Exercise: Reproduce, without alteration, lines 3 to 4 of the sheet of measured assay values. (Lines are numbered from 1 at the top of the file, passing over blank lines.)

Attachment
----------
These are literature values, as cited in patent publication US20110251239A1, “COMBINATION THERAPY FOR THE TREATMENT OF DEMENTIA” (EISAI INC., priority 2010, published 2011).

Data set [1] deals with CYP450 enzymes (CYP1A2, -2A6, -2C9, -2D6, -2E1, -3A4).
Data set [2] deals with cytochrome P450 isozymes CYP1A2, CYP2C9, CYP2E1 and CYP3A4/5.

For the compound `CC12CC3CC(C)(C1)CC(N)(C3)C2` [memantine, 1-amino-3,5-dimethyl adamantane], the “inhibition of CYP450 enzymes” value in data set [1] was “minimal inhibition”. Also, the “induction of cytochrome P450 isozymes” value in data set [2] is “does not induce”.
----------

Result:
Data set [2] deals with cytochrome P450 isozymes CYP1A2, CYP2C9, CYP2E1 and CYP3A4/5.

For the compound `CC12CC3CC(C)(C1)CC(N)(C3)C2` [memantine, 1-amino-3,5-dimethyl adamantane], the “inhibition of CYP450 enzymes” value in data set [1] was “minimal inhibition”. Also, the “induction of cytochrome P450 isozymes” value in data set [2] is “does not induce”.